Apple Valley (United States) (AFP)
As Covid-19 tears apart southern California, small hospitals in rural towns like Apple Valley have been overwhelmed, with coronavirus patients crammed into hallways, makeshift intensive care beds and even the pediatric ward.
When AFP visited St Mary’s Hospital in the desert city of 70,000 this week, palliative care manager Kari McGuire said her team was seeing “an astronomical number of patients dying” from the novel coronavirus.
“It was definitely the darkest period of my entire career. Definitely, ”she said, biting back tears as she recalled the loss of patients, including staff and their families.
“I have personally had to watch people who I know I want to see their loved ones die. It was very difficult. ”
The populous city of Los Angeles, located just 130 kilometers away, has suffered the highest number of Covid cases and deaths in California. However, on a per capita basis, the outbreak in neighboring San Bernardino County – where Apple Valley is located – has been even worse.
While rural areas further north have been aided by their isolation, this predominantly working-class town in the Mojave Desert, where towns filled with warehouses and factories have long replaced orchards, has seen more than one in 10 people. infected.
In crowded hospital corridors, the constant buzz of sound monitors and coughing patients is regularly punctuated by Covid victims who go into cardiac or respiratory arrest.
The intensive care unit originally had 20 beds, but the hospital is currently struggling to treat 54 intensive care patients, improvising with plastic walls to create isolated “pods”.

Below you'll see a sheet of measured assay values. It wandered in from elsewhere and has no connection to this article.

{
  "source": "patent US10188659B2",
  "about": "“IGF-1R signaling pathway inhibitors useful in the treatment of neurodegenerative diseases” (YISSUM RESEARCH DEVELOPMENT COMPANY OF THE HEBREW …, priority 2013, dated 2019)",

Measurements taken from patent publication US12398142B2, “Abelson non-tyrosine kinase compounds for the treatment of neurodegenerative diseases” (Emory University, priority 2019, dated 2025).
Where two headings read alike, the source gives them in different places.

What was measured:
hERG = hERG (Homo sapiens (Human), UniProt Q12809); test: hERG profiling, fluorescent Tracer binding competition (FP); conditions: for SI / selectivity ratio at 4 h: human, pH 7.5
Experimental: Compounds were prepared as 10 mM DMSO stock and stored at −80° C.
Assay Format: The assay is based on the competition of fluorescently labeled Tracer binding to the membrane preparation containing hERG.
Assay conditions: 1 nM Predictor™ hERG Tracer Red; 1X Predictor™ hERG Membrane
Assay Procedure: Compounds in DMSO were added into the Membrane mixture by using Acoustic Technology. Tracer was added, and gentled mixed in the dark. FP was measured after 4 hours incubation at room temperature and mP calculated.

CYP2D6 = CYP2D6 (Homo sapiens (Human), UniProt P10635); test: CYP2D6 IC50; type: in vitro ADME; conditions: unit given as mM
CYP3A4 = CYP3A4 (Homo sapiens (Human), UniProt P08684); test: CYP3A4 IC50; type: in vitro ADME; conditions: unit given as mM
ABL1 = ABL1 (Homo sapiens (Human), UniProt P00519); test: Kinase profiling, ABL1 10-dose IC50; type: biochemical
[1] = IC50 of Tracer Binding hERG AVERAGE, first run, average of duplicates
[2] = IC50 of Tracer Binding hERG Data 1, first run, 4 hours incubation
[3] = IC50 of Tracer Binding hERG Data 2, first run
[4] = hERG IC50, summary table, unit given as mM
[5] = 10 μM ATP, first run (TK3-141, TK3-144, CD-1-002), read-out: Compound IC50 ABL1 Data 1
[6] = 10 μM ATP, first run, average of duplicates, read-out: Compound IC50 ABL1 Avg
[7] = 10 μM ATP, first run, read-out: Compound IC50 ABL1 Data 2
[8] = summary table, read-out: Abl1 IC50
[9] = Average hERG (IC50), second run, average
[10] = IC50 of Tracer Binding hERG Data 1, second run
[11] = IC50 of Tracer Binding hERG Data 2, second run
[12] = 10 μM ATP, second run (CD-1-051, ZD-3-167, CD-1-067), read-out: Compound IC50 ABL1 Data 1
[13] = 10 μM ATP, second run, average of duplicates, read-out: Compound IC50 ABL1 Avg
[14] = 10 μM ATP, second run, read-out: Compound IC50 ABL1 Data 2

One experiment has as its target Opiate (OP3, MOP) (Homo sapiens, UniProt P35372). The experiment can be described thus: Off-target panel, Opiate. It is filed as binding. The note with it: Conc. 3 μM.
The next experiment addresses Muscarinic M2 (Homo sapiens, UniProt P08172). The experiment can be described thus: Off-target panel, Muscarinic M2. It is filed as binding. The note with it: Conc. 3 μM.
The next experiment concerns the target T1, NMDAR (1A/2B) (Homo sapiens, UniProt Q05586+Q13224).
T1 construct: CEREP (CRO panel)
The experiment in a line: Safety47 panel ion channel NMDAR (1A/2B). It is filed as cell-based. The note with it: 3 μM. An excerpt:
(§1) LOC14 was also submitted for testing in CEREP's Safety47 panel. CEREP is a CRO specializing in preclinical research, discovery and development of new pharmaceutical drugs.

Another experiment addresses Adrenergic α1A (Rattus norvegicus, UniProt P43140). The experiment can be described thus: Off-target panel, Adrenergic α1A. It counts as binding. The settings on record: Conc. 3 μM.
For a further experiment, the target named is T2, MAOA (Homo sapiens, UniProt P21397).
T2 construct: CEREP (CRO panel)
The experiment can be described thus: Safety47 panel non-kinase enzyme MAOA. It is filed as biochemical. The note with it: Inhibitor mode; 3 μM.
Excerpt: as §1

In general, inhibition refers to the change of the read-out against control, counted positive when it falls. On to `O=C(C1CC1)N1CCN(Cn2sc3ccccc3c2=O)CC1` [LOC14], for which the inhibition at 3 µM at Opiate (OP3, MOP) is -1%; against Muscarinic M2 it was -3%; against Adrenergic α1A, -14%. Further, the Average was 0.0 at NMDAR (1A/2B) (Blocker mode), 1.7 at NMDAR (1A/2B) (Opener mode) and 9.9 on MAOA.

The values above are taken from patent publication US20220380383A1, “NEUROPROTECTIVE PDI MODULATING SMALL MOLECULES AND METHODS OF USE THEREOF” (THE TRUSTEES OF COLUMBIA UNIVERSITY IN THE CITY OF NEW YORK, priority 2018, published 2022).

“Where do you put 60 intensive care patients when you only have 20 planned? And then with the staff? Asked Randy Loveless, acting director of the emergency department and intensive care.
“We had to be very creative in how we handled this. But currently we are managing it. ”
However, employees work up to 18 hours of work and some patients have to wait days for a room.
“The impact this COVID surge has had on the hospital is enormous… operational strain, as well as enormous emotional strain. ”
– ‘Hard to swallow’ –
Mendy Hickey, executive director of nursing, said her team was struggling with post-traumatic stress disorder due to the extreme non-stop pressure.
“People are extremely exhausted, people are definitely angry, it’s tension all the time,” she says, with “spiritual care teams” called in to help her nurses.
Many have now received vaccines, as part of a massive statewide inoculation effort that – after a slow start – saw sights such as Disneyland and the Los Angeles Dodgers baseball stadium. converted to administer doses soon.
California Health Secretary Mark Ghaly said on Tuesday the flattened state hospitalization figures were “encouraging,” although he warned the figures could resume in late January.
But it is too late for many in St Mary’s, which in December saw patients die at rates “at least three to four times” higher than usual months, Hickey said.
“When COVID started, in the spring, there were times… you would take patients off the ventilator, you would see them come home. ”
“Now that’s not the change of things – most of the time now we have families coming in, we have tough conversations about patients and how they do multiple codes each day.
“The patients are so sick. So sick… every day you walk in and more and more patients die, it’s hard, ”she says.
The lingering skepticism about the virus and the protective measures among many Americans, including in rural California, adds to Hickey’s frustration.
“You hear a lot of negative comments about” this is a bogus disease. It is not real. It’s so hard to swallow, when you’re in the middle of life, ”she says.
“When your nurses collapse and cry on the unit because another patient has passed away. ”
She added, “You wish you could bring them here and see what we see. It would definitely change people’s minds. ”
© 2021 AFP